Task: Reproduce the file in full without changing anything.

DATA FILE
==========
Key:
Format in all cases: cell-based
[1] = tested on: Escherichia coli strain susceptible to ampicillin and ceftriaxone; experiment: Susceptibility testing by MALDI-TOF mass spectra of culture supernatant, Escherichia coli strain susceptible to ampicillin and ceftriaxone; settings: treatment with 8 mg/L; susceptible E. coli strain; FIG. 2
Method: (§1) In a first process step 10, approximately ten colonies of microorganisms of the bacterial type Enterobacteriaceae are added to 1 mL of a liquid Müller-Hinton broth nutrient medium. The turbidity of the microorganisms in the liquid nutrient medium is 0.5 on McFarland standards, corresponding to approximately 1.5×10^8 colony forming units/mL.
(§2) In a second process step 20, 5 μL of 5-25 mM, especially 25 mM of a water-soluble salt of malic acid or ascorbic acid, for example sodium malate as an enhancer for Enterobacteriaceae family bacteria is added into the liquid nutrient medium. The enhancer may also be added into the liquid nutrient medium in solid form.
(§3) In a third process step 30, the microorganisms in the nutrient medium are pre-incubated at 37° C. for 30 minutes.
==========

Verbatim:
Key:
Format in all cases: cell-based
[1] = tested on: Escherichia coli strain susceptible to ampicillin and ceftriaxone; experiment: Susceptibility testing by MALDI-TOF mass spectra of culture supernatant, Escherichia coli strain susceptible to ampicillin and ceftriaxone; settings: treatment with 8 mg/L; susceptible E. coli strain; FIG. 2
Method: (§1) In a first process step 10, approximately ten colonies of microorganisms of the bacterial type Enterobacteriaceae are added to 1 mL of a liquid Müller-Hinton broth nutrient medium. The turbidity of the microorganisms in the liquid nutrient medium is 0.5 on McFarland standards, corresponding to approximately 1.5×10^8 colony forming units/mL.
(§2) In a second process step 20, 5 μL of 5-25 mM, especially 25 mM of a water-soluble salt of malic acid or ascorbic acid, for example sodium malate as an enhancer for Enterobacteriaceae family bacteria is added into the liquid nutrient medium. The enhancer may also be added into the liquid nutrient medium in solid form.
(§3) In a third process step 30, the microorganisms in the nutrient medium are pre-incubated at 37° C. for 30 minutes.